weirwoodtreehugger: chief manatee
weirwoodtreehugger: chief manatee
30 days ago

Is this basically an open thread?

My dog had to be put to sleep today. She’d been really lethargic clumsy and low appetite since last Wed. She started to seem better over the weekend. Then today at 5 AM I was awakened by a horrible cry of pain from her. I found her lying on the kitchen floor with her back legs paralyzed. She was able to move them about an hour later but I had to pick her up so she could walk to a carpeted place. My dad took her to the vet and they said she’s got an enlarged heart, was breathing poorly and would probably not last more than a day or two. Since she was weak and seemed to be suffering, it was decided to euthanize.

When I got home, I still somehow expected her to greet us at the door. She was 16 or 17 so I knew I didn’t have that much time left with her, but it was still so sudden. Just 1 week ago, we went to the park and she had so much fun rolling around in the grass. I already miss her jowls and soft ears and sweet eyes so much.

Anyway, if anyone wants to post pics of their own dogs, or any other pets, feel free.

Here’s a pic of Bailey

https://twitter.com/weirwoodtreehug/status/1429935552351150089?s=20

Yutolia the Laissez-Fairy Pronoun Boner
Yutolia the Laissez-Fairy Pronoun Boner
30 days ago

@wwth: I’m so sorry to hear that! Please take care of yourself.

It’s totally normal to think she’s waiting at the door for you. I thought I heard my old dog for days after he died.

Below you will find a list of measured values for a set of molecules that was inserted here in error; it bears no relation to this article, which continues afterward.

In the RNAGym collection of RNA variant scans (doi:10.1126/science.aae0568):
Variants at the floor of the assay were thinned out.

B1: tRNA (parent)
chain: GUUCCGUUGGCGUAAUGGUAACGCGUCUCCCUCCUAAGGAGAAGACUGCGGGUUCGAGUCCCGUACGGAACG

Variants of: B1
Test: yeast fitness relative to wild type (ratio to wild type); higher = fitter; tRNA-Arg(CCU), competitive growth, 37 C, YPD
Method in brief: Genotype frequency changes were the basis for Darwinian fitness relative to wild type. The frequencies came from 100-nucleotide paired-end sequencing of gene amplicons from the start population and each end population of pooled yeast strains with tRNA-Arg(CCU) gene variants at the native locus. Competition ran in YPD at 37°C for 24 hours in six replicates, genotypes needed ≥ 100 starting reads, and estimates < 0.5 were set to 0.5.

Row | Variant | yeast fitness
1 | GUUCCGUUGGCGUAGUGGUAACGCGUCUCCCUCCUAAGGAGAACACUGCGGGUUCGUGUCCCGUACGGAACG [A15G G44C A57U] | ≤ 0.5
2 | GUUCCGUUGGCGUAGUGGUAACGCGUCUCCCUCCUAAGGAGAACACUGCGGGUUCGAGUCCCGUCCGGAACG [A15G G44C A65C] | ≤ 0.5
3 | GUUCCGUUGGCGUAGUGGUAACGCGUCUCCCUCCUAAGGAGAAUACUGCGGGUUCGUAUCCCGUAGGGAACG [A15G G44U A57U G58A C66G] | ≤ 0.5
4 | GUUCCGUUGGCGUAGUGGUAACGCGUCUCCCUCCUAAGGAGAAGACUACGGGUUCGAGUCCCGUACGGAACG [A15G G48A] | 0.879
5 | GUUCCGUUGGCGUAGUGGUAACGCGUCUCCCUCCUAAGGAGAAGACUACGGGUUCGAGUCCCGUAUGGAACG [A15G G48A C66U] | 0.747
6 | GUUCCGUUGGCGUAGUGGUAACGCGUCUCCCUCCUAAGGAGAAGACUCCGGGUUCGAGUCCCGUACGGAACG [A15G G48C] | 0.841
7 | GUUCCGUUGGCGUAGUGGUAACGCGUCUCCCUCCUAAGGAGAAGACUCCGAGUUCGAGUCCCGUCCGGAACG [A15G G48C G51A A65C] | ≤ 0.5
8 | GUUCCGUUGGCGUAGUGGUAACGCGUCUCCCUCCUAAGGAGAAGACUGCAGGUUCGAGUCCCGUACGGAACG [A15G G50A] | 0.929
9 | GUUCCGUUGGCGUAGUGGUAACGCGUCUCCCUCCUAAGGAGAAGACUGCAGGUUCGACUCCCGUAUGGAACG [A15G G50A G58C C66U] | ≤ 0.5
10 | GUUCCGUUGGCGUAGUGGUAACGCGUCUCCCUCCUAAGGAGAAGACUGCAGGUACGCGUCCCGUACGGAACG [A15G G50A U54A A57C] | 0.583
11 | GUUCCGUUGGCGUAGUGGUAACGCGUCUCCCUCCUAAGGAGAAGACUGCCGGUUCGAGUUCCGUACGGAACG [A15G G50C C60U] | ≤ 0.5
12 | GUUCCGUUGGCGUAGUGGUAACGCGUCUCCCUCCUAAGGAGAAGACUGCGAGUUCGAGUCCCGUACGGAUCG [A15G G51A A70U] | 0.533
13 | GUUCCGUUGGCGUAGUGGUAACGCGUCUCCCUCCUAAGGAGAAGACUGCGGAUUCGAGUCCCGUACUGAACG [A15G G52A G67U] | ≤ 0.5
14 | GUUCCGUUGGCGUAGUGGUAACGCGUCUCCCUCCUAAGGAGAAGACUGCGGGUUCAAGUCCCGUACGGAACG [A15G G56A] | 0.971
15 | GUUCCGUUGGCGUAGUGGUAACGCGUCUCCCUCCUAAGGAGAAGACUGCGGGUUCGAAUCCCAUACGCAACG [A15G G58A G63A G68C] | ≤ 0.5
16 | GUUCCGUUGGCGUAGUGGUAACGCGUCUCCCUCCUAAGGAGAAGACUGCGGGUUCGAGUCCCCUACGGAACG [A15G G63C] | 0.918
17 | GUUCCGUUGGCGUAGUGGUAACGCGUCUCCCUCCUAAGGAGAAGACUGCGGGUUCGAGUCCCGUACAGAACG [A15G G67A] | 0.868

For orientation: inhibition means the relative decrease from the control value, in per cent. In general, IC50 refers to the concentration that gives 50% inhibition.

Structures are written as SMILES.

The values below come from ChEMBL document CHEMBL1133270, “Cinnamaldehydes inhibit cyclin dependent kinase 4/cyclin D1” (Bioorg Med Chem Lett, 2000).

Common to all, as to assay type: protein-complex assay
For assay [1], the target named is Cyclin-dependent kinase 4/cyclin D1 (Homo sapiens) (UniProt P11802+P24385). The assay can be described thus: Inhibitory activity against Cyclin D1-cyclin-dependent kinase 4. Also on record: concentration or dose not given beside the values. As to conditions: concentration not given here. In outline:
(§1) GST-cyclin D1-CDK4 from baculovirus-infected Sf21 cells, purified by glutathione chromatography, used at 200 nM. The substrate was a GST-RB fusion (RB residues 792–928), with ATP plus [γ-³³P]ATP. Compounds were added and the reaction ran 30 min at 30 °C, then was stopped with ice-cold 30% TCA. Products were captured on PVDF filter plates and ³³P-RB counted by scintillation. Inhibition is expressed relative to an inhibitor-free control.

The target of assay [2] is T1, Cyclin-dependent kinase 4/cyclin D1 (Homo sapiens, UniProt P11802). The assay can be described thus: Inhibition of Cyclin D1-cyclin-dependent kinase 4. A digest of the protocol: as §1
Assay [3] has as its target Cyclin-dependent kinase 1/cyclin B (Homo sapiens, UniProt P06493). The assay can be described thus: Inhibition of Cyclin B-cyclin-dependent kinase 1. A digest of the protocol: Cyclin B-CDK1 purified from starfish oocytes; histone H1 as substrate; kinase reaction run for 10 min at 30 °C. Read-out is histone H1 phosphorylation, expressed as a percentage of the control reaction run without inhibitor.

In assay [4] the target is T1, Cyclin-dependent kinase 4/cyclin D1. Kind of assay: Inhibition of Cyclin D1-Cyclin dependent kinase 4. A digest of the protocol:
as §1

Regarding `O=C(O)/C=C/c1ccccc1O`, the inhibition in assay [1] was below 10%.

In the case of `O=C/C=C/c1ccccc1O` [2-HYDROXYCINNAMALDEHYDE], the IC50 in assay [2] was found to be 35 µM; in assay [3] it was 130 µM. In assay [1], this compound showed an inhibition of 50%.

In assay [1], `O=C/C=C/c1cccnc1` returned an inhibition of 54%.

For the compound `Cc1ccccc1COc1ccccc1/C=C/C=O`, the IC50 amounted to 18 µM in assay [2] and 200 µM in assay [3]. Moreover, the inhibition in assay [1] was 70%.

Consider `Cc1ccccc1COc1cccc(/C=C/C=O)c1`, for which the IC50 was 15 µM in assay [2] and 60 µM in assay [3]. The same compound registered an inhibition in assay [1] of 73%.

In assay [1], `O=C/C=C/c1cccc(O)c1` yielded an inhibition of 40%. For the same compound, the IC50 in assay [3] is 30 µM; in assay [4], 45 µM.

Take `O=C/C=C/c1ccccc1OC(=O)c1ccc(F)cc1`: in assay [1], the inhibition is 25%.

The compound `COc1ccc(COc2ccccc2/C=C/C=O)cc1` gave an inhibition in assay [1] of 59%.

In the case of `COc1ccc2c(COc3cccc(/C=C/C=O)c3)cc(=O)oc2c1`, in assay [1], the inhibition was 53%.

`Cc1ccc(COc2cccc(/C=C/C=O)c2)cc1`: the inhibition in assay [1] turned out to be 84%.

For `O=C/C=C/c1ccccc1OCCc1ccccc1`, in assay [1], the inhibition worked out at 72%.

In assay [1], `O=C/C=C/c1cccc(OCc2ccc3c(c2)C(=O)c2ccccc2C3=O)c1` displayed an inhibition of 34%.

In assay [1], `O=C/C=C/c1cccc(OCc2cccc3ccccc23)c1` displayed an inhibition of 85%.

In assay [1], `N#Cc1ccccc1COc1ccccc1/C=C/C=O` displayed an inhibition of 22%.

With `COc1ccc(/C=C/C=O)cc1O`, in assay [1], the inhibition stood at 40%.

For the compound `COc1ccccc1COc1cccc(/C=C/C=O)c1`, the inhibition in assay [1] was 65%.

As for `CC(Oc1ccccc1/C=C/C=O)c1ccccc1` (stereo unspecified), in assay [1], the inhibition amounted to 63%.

opposablethumbs
opposablethumbs
30 days ago

@wwth I’m so very sorry. It’s been a while now for us and I think of her often (she was 15) – keep sort-of-expecting to glimpse her in her favourite spots. All my sympathies and long-distance virtual hugs to you.

@Elaine ugh what bastard timing. I hope it’s possible to get a replacement supply of insulin quidkly. I don’t suppose there’s any help to be had from insurance? (I mean if you have any household/accidental damage insurance covering the fridge, which could cover its contents???)

¡carpinchos si, chetos no!

Last edited 30 days ago by opposablethumbs
Alan Robertshaw
30 days ago

@ WWTH

Oh I so feel for you, my heart goes out to you; and that experience you describe is all too familiar. It never really goes away. You’ll still experience times when you look down expecting someone to be there. I still find myself on walks talking to someone and then remembering. But now it’s more wistful. There’s obviously that tinge of missing someone; but the happy memories sort of override that. I still do miss her every day though.

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contrapangloss
contrapangloss
30 days ago

WWTH:

Sorry for your loss. Part of my weekend suck was the parents having to put their beloved doggo to sleep, and me not having any way to wish the goober farewell.

My heart hurts for you. Like Alan said, it does get easier to recall the good and be wistful with time?

Bailey looks like she was a delightful good girl, and I’m glad you had time together.

Scildfreja Unnyðnes
Scildfreja Unnyðnes
30 days ago

Oh, WWTH <3 my heart goes out to you. Losing a loved one is always painful, and animals that we love always deeply. They love us so purely and deeply, we can’t help but respond the same. The pain will soften and become more gentle in time, and the good feelings will return then. Melancholy, too, but it’ll still be good. All my love <3

Alan Robertshaw
29 days ago

@ contrapangloss

Oh, I’m so sorry to hear about your dire weekend too.

I’m sure though that your folks’ doggo had as a good a memories of you, as you do of them.

Grief is the price we pay for having the capacity to love. It would be nice to be able to switch our emotions off at times like this. But our emotions allows us to also be happy; and in time, the happiness far outweighs the sad.

Scildfreja Unnyðnes
Scildfreja Unnyðnes
29 days ago

Oh no, @Contrapangloss, you too? I’m so sorry. It’s funny how these things seem to come in clusters. I’m glad at least that your parents were able to be there, and I’m sorry you weren’t as well.

Elaine The Witch
Elaine The Witch
29 days ago

@contrapangloss